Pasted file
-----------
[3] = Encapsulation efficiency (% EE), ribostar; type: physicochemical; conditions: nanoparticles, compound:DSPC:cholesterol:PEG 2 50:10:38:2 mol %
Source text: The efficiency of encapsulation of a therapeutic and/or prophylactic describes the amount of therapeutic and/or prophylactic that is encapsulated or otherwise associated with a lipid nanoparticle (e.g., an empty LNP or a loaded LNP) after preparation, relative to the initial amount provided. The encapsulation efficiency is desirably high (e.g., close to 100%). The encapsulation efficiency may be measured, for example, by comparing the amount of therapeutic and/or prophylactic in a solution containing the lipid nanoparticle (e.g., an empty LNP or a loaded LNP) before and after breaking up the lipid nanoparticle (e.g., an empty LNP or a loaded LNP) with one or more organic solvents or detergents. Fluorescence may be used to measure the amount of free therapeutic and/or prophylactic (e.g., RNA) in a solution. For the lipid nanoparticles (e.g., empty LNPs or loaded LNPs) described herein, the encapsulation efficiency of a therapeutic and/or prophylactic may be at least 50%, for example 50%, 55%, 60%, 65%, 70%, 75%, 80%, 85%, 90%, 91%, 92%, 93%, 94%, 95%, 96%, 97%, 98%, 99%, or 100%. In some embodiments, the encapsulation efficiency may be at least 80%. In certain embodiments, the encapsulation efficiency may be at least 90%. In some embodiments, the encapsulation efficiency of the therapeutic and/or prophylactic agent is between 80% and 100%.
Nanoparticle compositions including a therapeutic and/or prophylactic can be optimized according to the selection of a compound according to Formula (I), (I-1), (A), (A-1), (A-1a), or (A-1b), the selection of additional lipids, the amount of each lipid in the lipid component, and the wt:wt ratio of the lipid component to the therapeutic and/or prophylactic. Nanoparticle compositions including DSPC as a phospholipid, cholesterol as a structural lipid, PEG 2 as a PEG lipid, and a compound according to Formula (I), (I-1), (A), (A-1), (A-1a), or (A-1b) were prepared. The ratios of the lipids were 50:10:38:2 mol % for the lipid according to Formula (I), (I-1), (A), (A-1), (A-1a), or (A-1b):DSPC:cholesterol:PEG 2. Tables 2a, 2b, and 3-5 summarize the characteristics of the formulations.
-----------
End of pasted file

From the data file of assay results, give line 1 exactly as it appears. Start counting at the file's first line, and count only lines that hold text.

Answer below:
[3] = Encapsulation efficiency (% EE), ribostar; type: physicochemical; conditions: nanoparticles, compound:DSPC:cholesterol:PEG 2 50:10:38:2 mol %